Italy Sampling Protocol 2023


How many litres of water did you have to collect?

A 15-litre bucket was used to collect 20 litres of water for each encounter, from which 2 litres, 5 litres and 10 litres were subsequently filtered.

Where did you go sampling?

The sampling campaign was carried out in the Pelagos Marine Protected Area, a Special Marine Protected Area established on 25 November 1999 for the protection of marine mammals in the Mediterranean Sea, covering some 90,000 km2 in the north-west Mediterranean between Italy, France and the island of Sardinia, including Corsica and the Tuscan archipelago (see photo).

Pelagos Sanctuary Map


Which species were you targeting and why?

The target species of Italy in 2023 was the sperm whale, but we also managed to sample the most common ones, obtaining 22 encounters (individuals and/or groups of individuals) of 6 different species, including:

  • 7 Sperm Whale
  • 6 Fin whale
  • 2 Striped dolphin
  • 2 Bottlenose dolphin
  • 3 Long-finned pilot whale
  • 2 Risso’s dolphin

Were you working with citizen scientists? If so, were they interested in eWHALE?

On board Pelagos (the Tethys research vessel), most of the citizen scientists were very interested in learning about the ecology of Mediterranean marine mammals and the eWHALE project (see photo). As in the other two locations, most of the whale watching customers were unfamiliar with environmental DNA, but by the end of the week-long cruise, they had significantly increased their knowledge by being able to observe and learn about the whole process.

Citizen scientists learning about the eDNA sampling process on board Pelagos


Which other species are possible to encounter in the study area?

In addition to cetacean’s species, other megafauna are also likely to be found in the Pelagos, including sea turtles (Caretta caretta), sunfish (Mola mola), mobula (Mobula mobular), and seabirds.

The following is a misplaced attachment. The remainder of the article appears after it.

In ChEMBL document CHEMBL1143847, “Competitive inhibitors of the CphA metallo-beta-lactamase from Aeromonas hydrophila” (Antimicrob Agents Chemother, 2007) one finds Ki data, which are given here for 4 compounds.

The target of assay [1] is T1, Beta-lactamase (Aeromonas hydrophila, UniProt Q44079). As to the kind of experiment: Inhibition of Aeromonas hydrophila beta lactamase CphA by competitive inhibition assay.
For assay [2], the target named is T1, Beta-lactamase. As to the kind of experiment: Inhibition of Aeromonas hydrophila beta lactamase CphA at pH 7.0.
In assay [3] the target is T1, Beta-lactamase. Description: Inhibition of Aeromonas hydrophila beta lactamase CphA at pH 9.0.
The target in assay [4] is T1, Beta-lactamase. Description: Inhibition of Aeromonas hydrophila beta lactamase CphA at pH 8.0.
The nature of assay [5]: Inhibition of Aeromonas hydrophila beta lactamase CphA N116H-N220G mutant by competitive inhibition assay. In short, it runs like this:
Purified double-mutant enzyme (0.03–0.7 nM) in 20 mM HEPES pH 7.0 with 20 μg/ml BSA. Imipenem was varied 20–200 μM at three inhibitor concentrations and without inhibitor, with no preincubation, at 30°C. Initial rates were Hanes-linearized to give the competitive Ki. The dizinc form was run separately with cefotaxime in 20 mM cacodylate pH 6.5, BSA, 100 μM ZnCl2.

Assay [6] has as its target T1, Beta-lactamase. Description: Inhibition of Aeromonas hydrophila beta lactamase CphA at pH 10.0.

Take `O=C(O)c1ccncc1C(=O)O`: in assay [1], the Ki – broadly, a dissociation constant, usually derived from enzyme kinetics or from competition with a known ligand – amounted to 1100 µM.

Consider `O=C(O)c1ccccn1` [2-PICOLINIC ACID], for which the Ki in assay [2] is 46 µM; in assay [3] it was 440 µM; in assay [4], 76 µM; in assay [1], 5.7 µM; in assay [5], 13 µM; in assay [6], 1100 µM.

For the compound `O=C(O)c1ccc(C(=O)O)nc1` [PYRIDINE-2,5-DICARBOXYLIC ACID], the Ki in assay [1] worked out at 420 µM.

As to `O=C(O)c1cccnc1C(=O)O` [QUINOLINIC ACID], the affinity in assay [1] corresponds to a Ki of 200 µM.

How were the weather/sea conditions?

During the summer in the Pelagos Sanctuary, the weather is usually ideal for research cruises and data collection. Only on a few occasions during the course of the season can rough seas and storms occur, and on these occasions, the daily sea trip must be cancelled.

What was the best part of fieldwork?

Apart from meeting marine mammals, which is always an unforgettable experience, the best part of this job is being in contact with people who are passionate and willing to learn more about the ecology and conservation of these magnificent species.

What was the most interesting thing that happened in the field?

During one of the sightings, a very curious sperm whale approached the bow of the boat, stuck its head out of the water, and looked at us intently. It was a wonderful feeling and an unforgettable experience.

Fieldwork in the Azores

Written by Lauren Rodriguez, PhD Candidate at the University of Innsbruck (July 2023)

This summer I had the opportunity to spend a month in the beautiful Azores (Portugal), an archipelago in the mid-Atlantic Ocean. Here, my goal was to collect environmental DNA (eDNA) samples from the water around whales either onboard a whale watching boat or research vessel.